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School of History

Dr Rob Waters


Senior Lecturer in Modern British History

Telephone: +44 (0)20 7882 8374
Room Number: ArtsTwo 3.09


I studied History at undergraduate and graduate level at the University of Edinburgh, before completing a PhD in English at Queen Mary University of London. I have since taught History, English, Sociology and Liberal Studies at Queen Mary, Birkbeck, New York University, the University of Sussex, and the University of Birmingham.


Research Interests:

My research is concerned with how global race politics and the struggles of decolonization have shaped the history of modern Britain.


My first book, Thinking Black: Britain, 1964–1985 (University of California Press), looked at Black Power as a political and cultural force in Britain. Ideas of blackness mobilized through the rubric of a transnational Black Power were crucial in the conceptualization of what a postcolonial Britain might become, and held a significant place in the development of New Left politics in Britain. In Thinking Black, I chart black radical Britain’s wide cultural-political formation, tracing it across new institutions of black civil society and connecting it to decolonization and black liberation across the Atlantic world. Thinking Black was shortlisted for the Royal Historical Society's 2020 Whitfield Prize.


My second book, Colonized by Humanity: Caribbean London and the Politics of Integration at the End of Empire (Oxford University Press) offers a history of racial integration as a social movement in Britain. Through a deep account of the work and ideas of integrationists active in the capital city in the era of large-scale Commonwealth migration, I show the depth of popular commitment to racial liberalism in Britain. However, I argue that we need to see this commitment not as the antithesis to the growing racism of this era, but as another arena through which race and racial hierarchy were reproduced. In this manner, the book recasts how we understand the historical relationship between race and liberalism in Britain—taking liberalism seriously, but refusing to herald it as racism’s counter-current.


I am currently working on a history of the rise of the border and bordering in Britain since the 1905 Aliens Act.









Waters, Rob, Thinking Black: Britain, 1964-1985 (Oakland: University of California Press, 2018).

Waters, Rob, Colonized by Humanity: Caribbean London and the Politics of Integration at the End of Empire (Oxford: Oxford University Press, 2023).


Edited collection

Matera, Marc, Radhika Natarajan, Kennetta Hammond Perry, Camilla Schofield, and Rob Waters (eds), Marking Race, thematic issue of Twentieth Century British History (2023).



Waters, Rob. ‘Race, citizenship and “race relations” research in late-twentieth-century Britain’, Twentieth Century British History (2023).

Matera, Marc, Radhika Natarajan, Kennetta Hammond Perry, Camilla Schofield, and Rob Waters, ‘Marking Race: empire, social democracy, deindustrialization’, Twentieth Century British History (2023).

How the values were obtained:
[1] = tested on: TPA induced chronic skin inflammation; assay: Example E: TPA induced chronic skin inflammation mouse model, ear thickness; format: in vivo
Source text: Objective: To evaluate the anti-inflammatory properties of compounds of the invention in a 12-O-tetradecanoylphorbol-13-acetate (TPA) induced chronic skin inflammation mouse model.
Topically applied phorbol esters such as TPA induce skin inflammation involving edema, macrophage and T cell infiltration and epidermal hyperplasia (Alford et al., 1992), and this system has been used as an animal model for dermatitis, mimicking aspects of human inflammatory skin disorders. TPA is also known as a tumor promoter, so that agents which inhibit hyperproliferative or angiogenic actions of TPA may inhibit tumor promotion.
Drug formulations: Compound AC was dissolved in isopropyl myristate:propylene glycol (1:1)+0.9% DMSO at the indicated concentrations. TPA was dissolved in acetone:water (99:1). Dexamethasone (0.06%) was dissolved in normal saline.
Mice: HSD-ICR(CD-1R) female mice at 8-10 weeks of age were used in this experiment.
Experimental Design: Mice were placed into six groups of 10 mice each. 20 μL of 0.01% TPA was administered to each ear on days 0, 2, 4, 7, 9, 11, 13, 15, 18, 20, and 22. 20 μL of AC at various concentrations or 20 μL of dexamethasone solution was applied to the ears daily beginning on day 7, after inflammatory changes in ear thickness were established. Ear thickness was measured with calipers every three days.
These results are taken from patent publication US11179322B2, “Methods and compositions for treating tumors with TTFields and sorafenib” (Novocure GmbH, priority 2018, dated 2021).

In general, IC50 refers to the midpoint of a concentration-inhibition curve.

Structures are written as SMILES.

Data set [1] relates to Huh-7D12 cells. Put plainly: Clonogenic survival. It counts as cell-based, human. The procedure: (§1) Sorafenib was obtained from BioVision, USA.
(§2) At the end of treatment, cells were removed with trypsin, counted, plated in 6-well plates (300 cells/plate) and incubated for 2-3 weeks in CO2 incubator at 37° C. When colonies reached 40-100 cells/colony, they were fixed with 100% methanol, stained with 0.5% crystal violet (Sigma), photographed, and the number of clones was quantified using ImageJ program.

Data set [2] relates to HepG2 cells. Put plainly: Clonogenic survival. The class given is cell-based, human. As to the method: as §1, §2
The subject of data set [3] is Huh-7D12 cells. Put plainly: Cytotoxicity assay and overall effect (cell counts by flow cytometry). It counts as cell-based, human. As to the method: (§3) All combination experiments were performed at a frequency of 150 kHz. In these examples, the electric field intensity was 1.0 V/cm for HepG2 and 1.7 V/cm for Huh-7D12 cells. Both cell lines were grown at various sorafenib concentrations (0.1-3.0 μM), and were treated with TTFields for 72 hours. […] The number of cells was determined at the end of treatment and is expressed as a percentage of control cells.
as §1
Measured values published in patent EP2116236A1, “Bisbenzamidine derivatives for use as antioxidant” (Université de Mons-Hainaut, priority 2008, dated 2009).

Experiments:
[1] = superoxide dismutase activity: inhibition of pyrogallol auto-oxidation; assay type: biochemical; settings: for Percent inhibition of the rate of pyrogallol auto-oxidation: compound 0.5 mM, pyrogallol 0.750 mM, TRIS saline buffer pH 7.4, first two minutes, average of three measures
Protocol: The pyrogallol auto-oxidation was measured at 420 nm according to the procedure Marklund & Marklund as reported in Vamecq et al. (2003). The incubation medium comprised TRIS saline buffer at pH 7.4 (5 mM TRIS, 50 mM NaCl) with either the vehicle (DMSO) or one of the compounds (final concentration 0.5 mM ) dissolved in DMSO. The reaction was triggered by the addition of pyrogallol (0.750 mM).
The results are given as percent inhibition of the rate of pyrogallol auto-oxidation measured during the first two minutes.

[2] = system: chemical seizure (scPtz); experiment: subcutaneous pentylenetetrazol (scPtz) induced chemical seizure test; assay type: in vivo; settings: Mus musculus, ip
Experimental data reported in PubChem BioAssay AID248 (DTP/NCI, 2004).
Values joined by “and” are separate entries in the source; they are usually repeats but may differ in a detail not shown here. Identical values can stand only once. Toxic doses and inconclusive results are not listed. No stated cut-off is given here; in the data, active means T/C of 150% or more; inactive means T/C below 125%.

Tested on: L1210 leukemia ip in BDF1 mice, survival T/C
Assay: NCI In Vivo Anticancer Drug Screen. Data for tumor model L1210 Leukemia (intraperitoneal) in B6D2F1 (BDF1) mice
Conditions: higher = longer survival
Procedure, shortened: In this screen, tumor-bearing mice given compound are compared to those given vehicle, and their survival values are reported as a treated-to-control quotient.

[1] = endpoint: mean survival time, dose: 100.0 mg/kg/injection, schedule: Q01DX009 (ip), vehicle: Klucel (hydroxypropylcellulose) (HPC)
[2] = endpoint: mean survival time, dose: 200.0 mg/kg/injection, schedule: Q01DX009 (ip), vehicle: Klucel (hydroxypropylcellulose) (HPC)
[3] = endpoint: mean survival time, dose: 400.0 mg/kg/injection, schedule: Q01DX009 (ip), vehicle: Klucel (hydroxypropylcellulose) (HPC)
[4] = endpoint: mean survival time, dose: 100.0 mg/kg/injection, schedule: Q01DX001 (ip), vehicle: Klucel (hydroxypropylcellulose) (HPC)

Waters, Rob, ‘Respectability and race between the suburb and the city: an argument about the making of “inner-city” London’, in Aaron Andrews, Alistair Kefford, Daniel Warner (eds), Community, culture, crisis: the inner city in England, c. 1960–1990, special issue of Urban History, 50 (2023), 214-231.

Waters, Rob, ‘Time Come: Britain’s Black Future’s Past’, Historical Research 92. 258 (2019), 838–853.

Waters, Rob, ‘Thinking black: Peter Fryer’s Staying Power and the politics of writing black British history in the 1980s’, History Workshop Journal, 82 (2016), 104-120.

Waters, Rob, ‘Student politics, teaching politics, black politics: an interview with Ansel Wong’, Race & Class, 58 (2016), 17-33.

Waters, Rob, ‘Black power on the telly: America, television, and race in 1960s and 1970s Britain’, Journal of British Studies, 54 (2015), 947-970.

Waters, Rob, ‘“Britain is no longer white”: James Baldwin as a witness to postcolonial Britain’, African American Review, 46 (2013), 715-730.


Book chapters

Waters, Rob, ‘Existing Triply: Race, Space and the London Transport Network, 1950s–70s’, in Charlotte Grant and Alistair Robinson (eds), Cultures of London: Legacies of Migration (London: Bloomsbury, forthcoming).

Schofield, Camilla, Florence Sutcliffe-Braithwaite and Rob Waters, ‘“The privatisation of the struggle”: anti-racism in the age of enterprise’, in Aled Davies, Ben Jackson and Florence Sutcliffe-Braithwaite (eds), The Neoliberal Age?: Britain since the 1970s (London: UCL Press, 2021), 199–225.

Waters, Rob, ‘Henry Swanzy, Sartre’s zombie? Black power and the transformation of the Caribbean Artists Movement’, in Ruth Craggs and Claire Wintle (eds), Cultures of decolonisation: transnational productions and practices, 1945-70. (Manchester: Manchester University Press, 2016), 67-85.



Waters, Rob, ‘Integration or Black Power?’ Political Quarterly, 89 (2018), 409–416. Special issue, Enoch Powell’s ‘Rivers of Blood’ Speech: Fifty Years On.

Waters, Rob, ‘Au(x) rythme(s) des marchés de Londres’, in Angéline Escafré-Dublet, Martin Evans and Stéphane Malfettes (eds), Paris-Londres, Musique Connexions (Exhibition catalogue. Palais de la Porte Dorée, 2019).

Waters, Rob, ‘Strange familiarity’, Identities, 25 (2018), pp. 61-66. Special issue, Symposium: Stuart Hall’s Familiar Stranger: A life between two islands

Waters, Rob, ‘Stuart Hall on television’, African and Black Diaspora, 11 (2018), 315-317. Special issue, On Stuart Hall.







I am interested to hear from prospective PhD students working on any aspect of the history of race, immigration and ethnicity in twentieth-century Britain, or in black British or British Asian history.

Current PHD Students

  • Olivia Wyatt – "If You're Brown, You Can Stick Around": Complexions in Black Britain, c.1930-85.
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